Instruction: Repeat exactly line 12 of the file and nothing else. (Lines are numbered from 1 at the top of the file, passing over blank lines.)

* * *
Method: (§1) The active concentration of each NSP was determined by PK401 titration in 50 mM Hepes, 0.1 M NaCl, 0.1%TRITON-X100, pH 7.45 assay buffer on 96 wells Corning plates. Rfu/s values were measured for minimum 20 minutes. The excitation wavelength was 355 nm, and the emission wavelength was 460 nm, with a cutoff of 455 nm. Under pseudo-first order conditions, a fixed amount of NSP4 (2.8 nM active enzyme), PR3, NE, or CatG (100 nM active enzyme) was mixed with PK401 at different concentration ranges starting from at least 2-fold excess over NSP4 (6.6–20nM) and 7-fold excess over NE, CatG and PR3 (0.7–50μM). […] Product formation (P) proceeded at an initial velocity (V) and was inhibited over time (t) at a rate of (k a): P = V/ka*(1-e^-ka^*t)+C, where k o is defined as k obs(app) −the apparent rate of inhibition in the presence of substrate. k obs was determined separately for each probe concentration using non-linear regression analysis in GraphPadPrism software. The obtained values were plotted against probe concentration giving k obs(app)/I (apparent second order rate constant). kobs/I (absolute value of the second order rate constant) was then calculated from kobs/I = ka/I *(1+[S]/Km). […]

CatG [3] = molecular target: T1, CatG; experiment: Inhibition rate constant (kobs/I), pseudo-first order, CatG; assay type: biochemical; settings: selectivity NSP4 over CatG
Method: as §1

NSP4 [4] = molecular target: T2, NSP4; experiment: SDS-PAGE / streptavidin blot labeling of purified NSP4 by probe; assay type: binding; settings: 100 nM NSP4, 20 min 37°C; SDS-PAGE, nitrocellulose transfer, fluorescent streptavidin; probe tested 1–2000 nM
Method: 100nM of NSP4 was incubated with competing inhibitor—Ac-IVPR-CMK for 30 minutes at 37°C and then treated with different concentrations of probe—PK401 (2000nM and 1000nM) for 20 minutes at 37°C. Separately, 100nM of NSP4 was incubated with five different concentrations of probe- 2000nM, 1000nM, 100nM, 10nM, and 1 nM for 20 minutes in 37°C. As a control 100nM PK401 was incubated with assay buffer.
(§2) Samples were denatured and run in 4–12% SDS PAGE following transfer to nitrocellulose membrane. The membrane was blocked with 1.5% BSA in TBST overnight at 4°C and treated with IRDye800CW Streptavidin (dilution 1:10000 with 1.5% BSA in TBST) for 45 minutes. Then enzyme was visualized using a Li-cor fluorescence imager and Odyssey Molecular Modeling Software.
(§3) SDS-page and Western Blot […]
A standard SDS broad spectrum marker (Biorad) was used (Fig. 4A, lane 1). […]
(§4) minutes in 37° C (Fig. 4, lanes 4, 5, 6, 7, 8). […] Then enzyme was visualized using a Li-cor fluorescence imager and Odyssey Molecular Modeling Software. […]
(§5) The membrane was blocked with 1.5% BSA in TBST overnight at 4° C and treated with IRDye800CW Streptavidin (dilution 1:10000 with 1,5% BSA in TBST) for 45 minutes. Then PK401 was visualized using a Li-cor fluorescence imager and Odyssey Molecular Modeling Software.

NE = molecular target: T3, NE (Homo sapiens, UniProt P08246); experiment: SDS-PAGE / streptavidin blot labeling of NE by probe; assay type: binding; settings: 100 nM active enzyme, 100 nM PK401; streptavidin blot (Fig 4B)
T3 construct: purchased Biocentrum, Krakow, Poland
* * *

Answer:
T3 construct: purchased Biocentrum, Krakow, Poland